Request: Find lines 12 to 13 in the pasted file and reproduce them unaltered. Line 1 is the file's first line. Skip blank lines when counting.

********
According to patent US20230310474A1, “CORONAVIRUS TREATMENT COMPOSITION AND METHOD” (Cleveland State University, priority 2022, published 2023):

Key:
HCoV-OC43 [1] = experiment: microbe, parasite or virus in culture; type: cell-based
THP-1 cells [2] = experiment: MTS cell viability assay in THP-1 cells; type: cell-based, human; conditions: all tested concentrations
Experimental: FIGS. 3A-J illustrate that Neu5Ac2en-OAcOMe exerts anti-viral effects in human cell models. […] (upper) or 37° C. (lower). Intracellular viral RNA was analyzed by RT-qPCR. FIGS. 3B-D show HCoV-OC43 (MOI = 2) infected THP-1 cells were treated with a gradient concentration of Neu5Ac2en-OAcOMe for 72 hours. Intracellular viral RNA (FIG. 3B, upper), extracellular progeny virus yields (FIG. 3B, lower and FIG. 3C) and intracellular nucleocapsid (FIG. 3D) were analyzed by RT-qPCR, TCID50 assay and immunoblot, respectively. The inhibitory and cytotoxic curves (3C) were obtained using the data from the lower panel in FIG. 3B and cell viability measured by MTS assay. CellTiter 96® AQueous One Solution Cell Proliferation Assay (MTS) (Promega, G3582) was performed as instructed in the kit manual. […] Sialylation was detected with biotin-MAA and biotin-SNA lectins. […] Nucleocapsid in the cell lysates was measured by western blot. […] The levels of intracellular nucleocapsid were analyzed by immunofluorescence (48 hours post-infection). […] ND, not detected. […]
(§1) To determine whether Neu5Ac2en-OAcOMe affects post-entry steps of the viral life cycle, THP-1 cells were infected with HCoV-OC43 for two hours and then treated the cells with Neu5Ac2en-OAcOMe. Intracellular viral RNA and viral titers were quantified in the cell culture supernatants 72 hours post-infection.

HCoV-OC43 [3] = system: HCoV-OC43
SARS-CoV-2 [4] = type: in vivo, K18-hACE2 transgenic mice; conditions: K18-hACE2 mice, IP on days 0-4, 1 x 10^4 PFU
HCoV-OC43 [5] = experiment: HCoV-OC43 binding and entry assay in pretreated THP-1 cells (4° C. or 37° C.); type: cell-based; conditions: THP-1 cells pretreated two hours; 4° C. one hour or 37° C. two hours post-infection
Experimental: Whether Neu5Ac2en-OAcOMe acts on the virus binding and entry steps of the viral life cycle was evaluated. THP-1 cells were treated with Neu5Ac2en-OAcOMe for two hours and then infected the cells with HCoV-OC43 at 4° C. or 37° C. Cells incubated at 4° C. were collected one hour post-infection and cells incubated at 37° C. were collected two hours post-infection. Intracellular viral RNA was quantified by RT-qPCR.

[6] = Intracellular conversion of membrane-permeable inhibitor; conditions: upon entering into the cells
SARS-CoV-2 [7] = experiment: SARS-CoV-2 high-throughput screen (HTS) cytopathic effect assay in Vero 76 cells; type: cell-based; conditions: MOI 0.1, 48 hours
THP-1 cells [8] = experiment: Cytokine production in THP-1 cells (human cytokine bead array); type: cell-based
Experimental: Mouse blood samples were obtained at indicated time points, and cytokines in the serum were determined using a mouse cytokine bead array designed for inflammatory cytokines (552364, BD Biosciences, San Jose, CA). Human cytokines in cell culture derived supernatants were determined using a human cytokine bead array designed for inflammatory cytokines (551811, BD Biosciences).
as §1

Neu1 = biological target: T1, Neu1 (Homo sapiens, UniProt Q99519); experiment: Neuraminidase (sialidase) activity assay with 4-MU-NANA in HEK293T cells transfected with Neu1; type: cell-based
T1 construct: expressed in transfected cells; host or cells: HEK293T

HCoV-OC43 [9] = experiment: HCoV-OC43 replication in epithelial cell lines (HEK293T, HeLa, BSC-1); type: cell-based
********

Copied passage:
SARS-CoV-2 [7] = experiment: SARS-CoV-2 high-throughput screen (HTS) cytopathic effect assay in Vero 76 cells; type: cell-based; conditions: MOI 0.1, 48 hours
THP-1 cells [8] = experiment: Cytokine production in THP-1 cells (human cytokine bead array); type: cell-based